We all walked out together, hugged a million times, exchanged contact information, and promised to all meet up again one day in France. And then a rainbow formed overhead. No, that didn’t happen. But that day was such a surreal and inspiring window of time. For all of us to be in the right place at the right time and make a piece of art out of it was inspiring, emotional, and brought on overwhelming happiness. For Aldo and I as young musicians, this kind of exposure is so incredibly important for us.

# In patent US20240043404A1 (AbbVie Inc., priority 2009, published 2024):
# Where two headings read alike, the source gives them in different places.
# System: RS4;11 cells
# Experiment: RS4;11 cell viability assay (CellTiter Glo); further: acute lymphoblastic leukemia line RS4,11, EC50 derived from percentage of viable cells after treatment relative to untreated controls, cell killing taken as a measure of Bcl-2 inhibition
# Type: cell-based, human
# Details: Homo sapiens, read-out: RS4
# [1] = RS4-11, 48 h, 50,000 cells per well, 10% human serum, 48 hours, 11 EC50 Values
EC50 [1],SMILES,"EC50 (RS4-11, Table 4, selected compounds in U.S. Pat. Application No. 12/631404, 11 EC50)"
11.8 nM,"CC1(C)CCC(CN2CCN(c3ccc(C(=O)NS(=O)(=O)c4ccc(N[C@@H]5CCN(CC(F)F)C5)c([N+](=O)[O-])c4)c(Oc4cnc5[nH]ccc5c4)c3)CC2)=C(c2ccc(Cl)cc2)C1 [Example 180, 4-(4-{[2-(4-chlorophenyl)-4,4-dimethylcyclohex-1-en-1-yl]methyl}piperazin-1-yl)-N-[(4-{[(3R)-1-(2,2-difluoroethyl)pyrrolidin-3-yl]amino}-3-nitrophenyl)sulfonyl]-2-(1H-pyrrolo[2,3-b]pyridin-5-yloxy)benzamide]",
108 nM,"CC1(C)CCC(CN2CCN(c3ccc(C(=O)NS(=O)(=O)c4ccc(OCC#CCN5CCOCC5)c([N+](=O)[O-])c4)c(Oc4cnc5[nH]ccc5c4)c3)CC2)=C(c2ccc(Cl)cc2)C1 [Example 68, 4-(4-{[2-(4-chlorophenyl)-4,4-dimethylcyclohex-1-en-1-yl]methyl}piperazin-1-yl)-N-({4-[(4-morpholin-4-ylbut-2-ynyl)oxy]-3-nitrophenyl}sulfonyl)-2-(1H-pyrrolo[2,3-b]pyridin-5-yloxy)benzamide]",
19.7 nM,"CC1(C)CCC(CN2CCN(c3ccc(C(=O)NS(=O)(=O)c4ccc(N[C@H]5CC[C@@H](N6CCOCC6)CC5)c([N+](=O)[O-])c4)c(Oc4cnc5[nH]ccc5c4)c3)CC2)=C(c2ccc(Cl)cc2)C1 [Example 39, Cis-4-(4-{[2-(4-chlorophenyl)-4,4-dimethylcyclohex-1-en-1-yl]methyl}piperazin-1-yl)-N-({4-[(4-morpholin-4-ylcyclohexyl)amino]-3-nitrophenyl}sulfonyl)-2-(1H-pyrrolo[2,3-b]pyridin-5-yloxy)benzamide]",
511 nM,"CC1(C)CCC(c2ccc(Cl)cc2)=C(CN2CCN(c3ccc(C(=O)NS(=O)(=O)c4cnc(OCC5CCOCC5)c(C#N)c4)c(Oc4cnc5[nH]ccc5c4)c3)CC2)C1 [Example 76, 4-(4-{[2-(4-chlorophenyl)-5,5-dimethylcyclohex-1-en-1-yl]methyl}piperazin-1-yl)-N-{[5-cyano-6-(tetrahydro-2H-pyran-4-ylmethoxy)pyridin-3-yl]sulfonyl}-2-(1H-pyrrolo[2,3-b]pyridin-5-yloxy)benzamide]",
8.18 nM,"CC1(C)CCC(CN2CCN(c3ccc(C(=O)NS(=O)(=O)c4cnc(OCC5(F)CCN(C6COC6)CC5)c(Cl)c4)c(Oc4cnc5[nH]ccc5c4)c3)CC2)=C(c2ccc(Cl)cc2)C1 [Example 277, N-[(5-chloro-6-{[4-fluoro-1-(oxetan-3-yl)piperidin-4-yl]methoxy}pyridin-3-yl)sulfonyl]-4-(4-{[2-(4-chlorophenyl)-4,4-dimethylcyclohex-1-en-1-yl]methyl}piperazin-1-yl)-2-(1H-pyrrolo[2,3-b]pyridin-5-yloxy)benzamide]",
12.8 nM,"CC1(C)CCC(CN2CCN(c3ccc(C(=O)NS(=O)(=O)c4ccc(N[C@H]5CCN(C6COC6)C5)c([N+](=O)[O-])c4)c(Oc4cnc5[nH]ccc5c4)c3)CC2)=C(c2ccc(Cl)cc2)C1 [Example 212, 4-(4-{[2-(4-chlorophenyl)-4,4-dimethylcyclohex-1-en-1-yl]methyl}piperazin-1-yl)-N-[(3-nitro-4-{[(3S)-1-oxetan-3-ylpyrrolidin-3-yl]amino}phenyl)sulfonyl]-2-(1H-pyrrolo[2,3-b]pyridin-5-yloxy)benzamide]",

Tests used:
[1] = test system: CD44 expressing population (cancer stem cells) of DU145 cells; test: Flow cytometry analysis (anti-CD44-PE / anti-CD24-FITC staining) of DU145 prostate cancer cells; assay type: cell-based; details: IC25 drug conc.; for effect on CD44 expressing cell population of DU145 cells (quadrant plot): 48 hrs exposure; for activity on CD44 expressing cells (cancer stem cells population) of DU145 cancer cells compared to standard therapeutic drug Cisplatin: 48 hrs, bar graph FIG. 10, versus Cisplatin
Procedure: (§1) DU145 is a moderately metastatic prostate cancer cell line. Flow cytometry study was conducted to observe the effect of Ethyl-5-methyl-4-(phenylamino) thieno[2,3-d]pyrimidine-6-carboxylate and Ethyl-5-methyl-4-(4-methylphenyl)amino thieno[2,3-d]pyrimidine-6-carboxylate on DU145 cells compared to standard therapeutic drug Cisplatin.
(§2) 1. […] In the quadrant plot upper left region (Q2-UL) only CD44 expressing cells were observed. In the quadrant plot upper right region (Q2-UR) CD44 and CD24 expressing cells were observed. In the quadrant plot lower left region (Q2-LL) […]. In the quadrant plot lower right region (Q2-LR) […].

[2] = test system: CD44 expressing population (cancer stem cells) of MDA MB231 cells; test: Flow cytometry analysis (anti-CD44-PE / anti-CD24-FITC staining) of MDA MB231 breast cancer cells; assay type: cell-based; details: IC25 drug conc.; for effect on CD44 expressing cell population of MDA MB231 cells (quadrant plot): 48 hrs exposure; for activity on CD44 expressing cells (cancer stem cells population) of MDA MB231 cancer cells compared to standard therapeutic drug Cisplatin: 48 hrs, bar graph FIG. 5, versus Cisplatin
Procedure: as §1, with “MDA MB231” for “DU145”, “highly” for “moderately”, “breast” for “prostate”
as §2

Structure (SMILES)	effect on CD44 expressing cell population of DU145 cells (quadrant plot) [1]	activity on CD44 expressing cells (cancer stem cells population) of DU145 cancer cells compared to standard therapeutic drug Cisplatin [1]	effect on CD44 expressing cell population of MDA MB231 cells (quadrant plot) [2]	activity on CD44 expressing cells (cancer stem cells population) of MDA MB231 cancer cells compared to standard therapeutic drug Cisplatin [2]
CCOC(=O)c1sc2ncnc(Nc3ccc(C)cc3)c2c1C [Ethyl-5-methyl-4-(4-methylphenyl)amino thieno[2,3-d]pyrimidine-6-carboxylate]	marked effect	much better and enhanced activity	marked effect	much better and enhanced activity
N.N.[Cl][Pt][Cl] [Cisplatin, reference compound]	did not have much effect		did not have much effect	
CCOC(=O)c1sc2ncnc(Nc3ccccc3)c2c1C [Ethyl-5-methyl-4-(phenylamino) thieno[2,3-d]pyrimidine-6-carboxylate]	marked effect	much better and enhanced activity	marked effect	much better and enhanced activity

The documentary is due to air in April, a long time to wait! I am hoping it all turned out wonderfully and that we sound good! Either way, these are the moments that make me reaffirm my journey. My insane journey of being an opera singer. I went from questioning my choices only days prior, to flying back to my apartment on a cloud of happiness at really being pleased with my work. Once again, Universe, you’ve done nicely. Thank you. Fin.